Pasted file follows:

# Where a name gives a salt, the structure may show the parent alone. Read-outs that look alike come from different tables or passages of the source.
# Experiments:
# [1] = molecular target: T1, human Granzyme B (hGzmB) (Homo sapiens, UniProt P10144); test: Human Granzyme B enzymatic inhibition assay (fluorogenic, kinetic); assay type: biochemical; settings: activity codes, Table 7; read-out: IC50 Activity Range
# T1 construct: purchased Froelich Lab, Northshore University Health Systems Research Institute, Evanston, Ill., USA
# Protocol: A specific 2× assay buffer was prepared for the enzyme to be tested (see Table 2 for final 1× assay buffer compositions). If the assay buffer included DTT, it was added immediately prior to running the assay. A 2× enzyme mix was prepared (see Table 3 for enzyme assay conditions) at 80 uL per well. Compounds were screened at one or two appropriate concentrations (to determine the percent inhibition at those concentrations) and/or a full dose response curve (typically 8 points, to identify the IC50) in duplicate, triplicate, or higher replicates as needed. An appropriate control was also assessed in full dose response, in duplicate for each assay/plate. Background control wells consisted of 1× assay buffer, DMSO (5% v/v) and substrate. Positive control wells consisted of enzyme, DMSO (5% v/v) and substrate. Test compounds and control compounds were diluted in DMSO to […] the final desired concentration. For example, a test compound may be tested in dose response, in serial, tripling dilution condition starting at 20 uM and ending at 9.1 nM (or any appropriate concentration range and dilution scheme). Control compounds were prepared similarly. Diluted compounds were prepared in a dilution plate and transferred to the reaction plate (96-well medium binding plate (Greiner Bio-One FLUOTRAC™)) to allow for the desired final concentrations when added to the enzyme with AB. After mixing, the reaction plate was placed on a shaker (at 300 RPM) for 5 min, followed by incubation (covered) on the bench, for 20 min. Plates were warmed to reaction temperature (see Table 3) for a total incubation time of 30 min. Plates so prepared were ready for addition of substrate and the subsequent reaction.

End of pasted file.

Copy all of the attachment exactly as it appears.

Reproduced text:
# Where a name gives a salt, the structure may show the parent alone. Read-outs that look alike come from different tables or passages of the source.
# Experiments:
# [1] = molecular target: T1, human Granzyme B (hGzmB) (Homo sapiens, UniProt P10144); test: Human Granzyme B enzymatic inhibition assay (fluorogenic, kinetic); assay type: biochemical; settings: activity codes, Table 7; read-out: IC50 Activity Range
# T1 construct: purchased Froelich Lab, Northshore University Health Systems Research Institute, Evanston, Ill., USA
# Protocol: A specific 2× assay buffer was prepared for the enzyme to be tested (see Table 2 for final 1× assay buffer compositions). If the assay buffer included DTT, it was added immediately prior to running the assay. A 2× enzyme mix was prepared (see Table 3 for enzyme assay conditions) at 80 uL per well. Compounds were screened at one or two appropriate concentrations (to determine the percent inhibition at those concentrations) and/or a full dose response curve (typically 8 points, to identify the IC50) in duplicate, triplicate, or higher replicates as needed. An appropriate control was also assessed in full dose response, in duplicate for each assay/plate. Background control wells consisted of 1× assay buffer, DMSO (5% v/v) and substrate. Positive control wells consisted of enzyme, DMSO (5% v/v) and substrate. Test compounds and control compounds were diluted in DMSO to […] the final desired concentration. For example, a test compound may be tested in dose response, in serial, tripling dilution condition starting at 20 uM and ending at 9.1 nM (or any appropriate concentration range and dilution scheme). Control compounds were prepared similarly. Diluted compounds were prepared in a dilution plate and transferred to the reaction plate (96-well medium binding plate (Greiner Bio-One FLUOTRAC™)) to allow for the desired final concentrations when added to the enzyme with AB. After mixing, the reaction plate was placed on a shaker (at 300 RPM) for 5 min, followed by incubation (covered) on the bench, for 20 min. Plates were warmed to reaction temperature (see Table 3) for a total incubation time of 30 min. Plates so prepared were ready for addition of substrate and the subsequent reaction.